5 Reasons to use Variables in your DAX Code

One of the hallmarks of getting better at BI is writing more complex DAX in columns and measures so I want to share with you guys by far the most helpful thing I´ve learned DAXwise - variables.
The concept is really simple - you give a name to a value or a table with some DAX and you can then refer to it by its name in a final calculation or another variable. We´ll do the syntax then I´ll give 5 reasons why this simple concept is actually awesome.
VAR <name> = <expression> ...repeat for as many variables as you like
RETURN <expression>
TwoPlusTwoEqualsFour = VAR a = 2
VAR b = 2 RETURN a+b
1. Troubleshooting
We all know the feeling when you write a big string of code, hit return and then you get nothing, or every kid has the same number and you know you´ve messed up. Using variables allows you to check the various elements of the calculation without touching the other steps.
For example, this is the formula for a measure from my last post on scatters:

More fun with Scatter Plots

I have mixed feelings about scatter plots. One the one hand you´re showing each individual kid which can be a useful corrective against the fact that taking averages can obscure interesting outliers and patterns. However, the strength of showing everybody is also a weakness as it´s very difficult to compare one scatter with another or to get an impression of how a year/class is doing overall because there are so many different pieces of information to process. It can also be hard to convey to teachers how to use them productively because (as we´ll see) a simplistic above the line good, below the line bad approach is misguided.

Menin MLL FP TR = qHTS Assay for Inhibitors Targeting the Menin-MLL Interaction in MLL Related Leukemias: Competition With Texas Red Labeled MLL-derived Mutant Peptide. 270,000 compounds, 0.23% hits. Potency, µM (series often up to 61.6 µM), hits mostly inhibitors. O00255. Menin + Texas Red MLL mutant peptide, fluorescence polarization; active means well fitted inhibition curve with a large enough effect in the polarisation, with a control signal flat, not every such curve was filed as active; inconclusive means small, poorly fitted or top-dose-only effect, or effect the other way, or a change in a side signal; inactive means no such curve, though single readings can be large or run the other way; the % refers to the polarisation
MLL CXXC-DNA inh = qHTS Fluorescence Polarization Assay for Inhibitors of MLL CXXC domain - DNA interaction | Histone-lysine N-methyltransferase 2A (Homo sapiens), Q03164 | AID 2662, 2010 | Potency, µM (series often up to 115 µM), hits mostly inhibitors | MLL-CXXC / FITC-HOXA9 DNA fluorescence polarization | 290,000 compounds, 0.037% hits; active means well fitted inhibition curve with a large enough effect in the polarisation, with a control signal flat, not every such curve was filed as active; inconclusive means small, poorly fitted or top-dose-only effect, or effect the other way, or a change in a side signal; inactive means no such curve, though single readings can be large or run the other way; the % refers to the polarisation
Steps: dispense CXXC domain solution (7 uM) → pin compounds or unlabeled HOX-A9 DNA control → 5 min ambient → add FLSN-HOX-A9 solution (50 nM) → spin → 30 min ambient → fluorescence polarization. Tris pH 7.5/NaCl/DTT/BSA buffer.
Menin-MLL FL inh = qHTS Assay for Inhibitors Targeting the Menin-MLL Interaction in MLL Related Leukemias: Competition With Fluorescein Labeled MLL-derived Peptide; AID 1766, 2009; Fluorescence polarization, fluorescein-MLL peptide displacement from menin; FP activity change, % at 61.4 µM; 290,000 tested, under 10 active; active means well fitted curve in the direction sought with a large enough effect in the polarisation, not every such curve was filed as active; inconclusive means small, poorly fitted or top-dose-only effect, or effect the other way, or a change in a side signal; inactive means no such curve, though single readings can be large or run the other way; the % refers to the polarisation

There are also BI specific problems we need to address, but first lets look at the properties of the visual. My sample data is described in a previous post, my pbix is here and you can download it here.

The Scatterplot controls

Details: StudentID – that means each student gets their own dot. Legend: Result type – that means the results for each Result Type are calcu…

Scatter Plot with National Data

The other day someone asked me on twitter if I could do this in BI.

This is a scatter plot of pupil attainment data. It has KS2 on the x axis, current/predicted/whatever on the y axis and a line showing some measure of national performance. His line comes from a different graph underneath the scatterplot and his issue is the axes don't quite line up - so he wants to know if I can sort it. The answer is not exactly, but the journey’s pretty interesting so I’m going to walk through what I did, even though I’ll admit at the start we won’t end up with the exact target visual.

Get the Data
You can download my pbix to follow along with here. I’ve used a dummy result set with a student table including KS2 Results (average KS2 is used so we only need one value per student). My results follow a pretty common format of Result Type, Subject, Year and Term.
To get the national data I googled ‘transition matrices’ and got to here on…